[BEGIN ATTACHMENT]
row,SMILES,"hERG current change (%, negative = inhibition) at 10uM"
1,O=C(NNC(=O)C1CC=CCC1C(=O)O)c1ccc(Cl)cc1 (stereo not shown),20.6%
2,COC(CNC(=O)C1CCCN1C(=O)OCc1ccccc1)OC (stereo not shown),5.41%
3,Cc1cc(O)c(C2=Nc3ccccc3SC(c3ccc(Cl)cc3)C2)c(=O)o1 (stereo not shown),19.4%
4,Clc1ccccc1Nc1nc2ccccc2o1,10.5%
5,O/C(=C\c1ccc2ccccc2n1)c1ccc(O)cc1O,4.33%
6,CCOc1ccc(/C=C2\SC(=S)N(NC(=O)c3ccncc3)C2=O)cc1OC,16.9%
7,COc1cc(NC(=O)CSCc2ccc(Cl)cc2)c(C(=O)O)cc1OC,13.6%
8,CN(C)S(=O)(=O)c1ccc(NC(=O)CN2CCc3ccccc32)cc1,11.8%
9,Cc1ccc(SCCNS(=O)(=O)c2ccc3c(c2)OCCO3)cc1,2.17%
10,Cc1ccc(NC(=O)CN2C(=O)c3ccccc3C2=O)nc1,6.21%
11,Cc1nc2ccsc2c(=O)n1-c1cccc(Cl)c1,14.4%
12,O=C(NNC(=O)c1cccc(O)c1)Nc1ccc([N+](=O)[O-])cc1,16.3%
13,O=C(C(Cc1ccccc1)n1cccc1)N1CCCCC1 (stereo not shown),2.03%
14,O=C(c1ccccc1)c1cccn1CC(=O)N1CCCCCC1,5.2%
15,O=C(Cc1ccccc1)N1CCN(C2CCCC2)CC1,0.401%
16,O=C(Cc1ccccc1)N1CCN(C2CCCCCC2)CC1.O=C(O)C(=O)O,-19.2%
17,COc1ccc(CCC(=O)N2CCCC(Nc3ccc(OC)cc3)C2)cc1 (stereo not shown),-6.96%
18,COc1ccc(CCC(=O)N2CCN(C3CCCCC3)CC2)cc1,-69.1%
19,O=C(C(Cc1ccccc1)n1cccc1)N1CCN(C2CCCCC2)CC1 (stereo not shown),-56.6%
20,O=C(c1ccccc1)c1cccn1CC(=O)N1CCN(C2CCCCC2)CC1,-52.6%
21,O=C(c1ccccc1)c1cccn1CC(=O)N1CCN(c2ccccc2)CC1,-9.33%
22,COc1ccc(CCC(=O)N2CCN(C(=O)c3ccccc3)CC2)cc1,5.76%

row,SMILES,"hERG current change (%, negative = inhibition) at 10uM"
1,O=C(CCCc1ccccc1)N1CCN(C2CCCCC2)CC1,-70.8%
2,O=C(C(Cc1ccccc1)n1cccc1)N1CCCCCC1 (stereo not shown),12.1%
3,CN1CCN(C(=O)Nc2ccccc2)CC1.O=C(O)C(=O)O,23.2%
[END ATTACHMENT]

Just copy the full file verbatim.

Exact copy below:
row,SMILES,"hERG current change (%, negative = inhibition) at 10uM"
1,O=C(NNC(=O)C1CC=CCC1C(=O)O)c1ccc(Cl)cc1 (stereo not shown),20.6%
2,COC(CNC(=O)C1CCCN1C(=O)OCc1ccccc1)OC (stereo not shown),5.41%
3,Cc1cc(O)c(C2=Nc3ccccc3SC(c3ccc(Cl)cc3)C2)c(=O)o1 (stereo not shown),19.4%
4,Clc1ccccc1Nc1nc2ccccc2o1,10.5%
5,O/C(=C\c1ccc2ccccc2n1)c1ccc(O)cc1O,4.33%
6,CCOc1ccc(/C=C2\SC(=S)N(NC(=O)c3ccncc3)C2=O)cc1OC,16.9%
7,COc1cc(NC(=O)CSCc2ccc(Cl)cc2)c(C(=O)O)cc1OC,13.6%
8,CN(C)S(=O)(=O)c1ccc(NC(=O)CN2CCc3ccccc32)cc1,11.8%
9,Cc1ccc(SCCNS(=O)(=O)c2ccc3c(c2)OCCO3)cc1,2.17%
10,Cc1ccc(NC(=O)CN2C(=O)c3ccccc3C2=O)nc1,6.21%
11,Cc1nc2ccsc2c(=O)n1-c1cccc(Cl)c1,14.4%
12,O=C(NNC(=O)c1cccc(O)c1)Nc1ccc([N+](=O)[O-])cc1,16.3%
13,O=C(C(Cc1ccccc1)n1cccc1)N1CCCCC1 (stereo not shown),2.03%
14,O=C(c1ccccc1)c1cccn1CC(=O)N1CCCCCC1,5.2%
15,O=C(Cc1ccccc1)N1CCN(C2CCCC2)CC1,0.401%
16,O=C(Cc1ccccc1)N1CCN(C2CCCCCC2)CC1.O=C(O)C(=O)O,-19.2%
17,COc1ccc(CCC(=O)N2CCCC(Nc3ccc(OC)cc3)C2)cc1 (stereo not shown),-6.96%
18,COc1ccc(CCC(=O)N2CCN(C3CCCCC3)CC2)cc1,-69.1%
19,O=C(C(Cc1ccccc1)n1cccc1)N1CCN(C2CCCCC2)CC1 (stereo not shown),-56.6%
20,O=C(c1ccccc1)c1cccn1CC(=O)N1CCN(C2CCCCC2)CC1,-52.6%
21,O=C(c1ccccc1)c1cccn1CC(=O)N1CCN(c2ccccc2)CC1,-9.33%
22,COc1ccc(CCC(=O)N2CCN(C(=O)c3ccccc3)CC2)cc1,5.76%

row,SMILES,"hERG current change (%, negative = inhibition) at 10uM"
1,O=C(CCCc1ccccc1)N1CCN(C2CCCCC2)CC1,-70.8%
2,O=C(C(Cc1ccccc1)n1cccc1)N1CCCCCC1 (stereo not shown),12.1%
3,CN1CCN(C(=O)Nc2ccccc2)CC1.O=C(O)C(=O)O,23.2%